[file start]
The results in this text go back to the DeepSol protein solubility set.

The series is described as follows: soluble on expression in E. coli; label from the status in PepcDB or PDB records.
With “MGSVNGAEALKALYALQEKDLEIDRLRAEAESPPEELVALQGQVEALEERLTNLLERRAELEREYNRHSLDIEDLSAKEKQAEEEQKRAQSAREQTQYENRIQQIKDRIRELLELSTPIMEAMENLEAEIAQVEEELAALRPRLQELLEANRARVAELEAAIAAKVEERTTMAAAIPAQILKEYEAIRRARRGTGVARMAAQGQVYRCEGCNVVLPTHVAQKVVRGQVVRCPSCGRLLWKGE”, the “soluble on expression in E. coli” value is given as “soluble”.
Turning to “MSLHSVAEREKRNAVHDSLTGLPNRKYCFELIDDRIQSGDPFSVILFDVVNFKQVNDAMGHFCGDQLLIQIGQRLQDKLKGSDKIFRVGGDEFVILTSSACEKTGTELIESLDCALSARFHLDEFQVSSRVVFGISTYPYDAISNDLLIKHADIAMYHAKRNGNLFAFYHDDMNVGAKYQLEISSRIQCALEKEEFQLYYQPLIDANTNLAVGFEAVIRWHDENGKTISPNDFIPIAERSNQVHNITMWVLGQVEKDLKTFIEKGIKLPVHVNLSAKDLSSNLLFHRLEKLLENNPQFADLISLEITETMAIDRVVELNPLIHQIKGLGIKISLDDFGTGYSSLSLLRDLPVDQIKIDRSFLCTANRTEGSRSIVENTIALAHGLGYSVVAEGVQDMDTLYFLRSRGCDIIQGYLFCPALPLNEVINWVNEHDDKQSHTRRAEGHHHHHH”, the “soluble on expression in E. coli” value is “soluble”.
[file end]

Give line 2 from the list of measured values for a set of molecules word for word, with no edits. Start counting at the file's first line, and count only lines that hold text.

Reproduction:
The series is described as follows: soluble on expression in E. coli; label from the status in PepcDB or PDB records.